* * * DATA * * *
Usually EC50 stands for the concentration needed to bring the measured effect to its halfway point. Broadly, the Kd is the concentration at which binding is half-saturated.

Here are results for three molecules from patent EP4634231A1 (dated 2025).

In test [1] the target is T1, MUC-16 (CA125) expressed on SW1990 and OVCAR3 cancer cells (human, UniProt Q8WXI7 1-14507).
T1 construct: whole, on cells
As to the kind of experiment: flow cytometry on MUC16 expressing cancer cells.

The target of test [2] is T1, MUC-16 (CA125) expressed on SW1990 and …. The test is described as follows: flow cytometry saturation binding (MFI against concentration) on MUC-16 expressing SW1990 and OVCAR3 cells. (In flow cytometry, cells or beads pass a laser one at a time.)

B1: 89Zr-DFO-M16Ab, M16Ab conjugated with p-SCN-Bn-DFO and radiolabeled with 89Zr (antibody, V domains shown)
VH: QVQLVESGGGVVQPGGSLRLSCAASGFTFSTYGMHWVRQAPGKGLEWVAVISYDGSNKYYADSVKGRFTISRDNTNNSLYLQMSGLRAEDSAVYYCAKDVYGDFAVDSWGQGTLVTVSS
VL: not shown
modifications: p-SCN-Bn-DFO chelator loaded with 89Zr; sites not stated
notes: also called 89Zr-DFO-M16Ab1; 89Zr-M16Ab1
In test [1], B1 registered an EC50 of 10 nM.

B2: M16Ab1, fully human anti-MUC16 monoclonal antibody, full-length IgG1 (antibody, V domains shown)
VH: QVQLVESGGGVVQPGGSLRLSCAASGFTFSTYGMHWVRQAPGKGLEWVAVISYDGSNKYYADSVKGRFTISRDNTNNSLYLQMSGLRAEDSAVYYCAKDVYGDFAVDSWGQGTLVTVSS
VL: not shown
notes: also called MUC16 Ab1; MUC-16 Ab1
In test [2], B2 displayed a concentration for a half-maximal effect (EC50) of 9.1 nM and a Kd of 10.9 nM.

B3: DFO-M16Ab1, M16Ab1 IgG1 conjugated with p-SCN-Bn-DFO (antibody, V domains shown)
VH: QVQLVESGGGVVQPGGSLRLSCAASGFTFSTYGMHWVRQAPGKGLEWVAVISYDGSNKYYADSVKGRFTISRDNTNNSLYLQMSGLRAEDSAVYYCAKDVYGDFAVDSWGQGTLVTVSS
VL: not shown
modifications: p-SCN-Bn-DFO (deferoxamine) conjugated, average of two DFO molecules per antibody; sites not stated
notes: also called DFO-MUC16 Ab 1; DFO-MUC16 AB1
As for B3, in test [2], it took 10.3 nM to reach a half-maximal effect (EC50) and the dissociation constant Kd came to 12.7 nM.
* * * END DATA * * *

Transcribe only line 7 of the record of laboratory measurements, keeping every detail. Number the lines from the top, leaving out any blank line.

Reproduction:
B1: 89Zr-DFO-M16Ab, M16Ab conjugated with p-SCN-Bn-DFO and radiolabeled with 89Zr (antibody, V domains shown)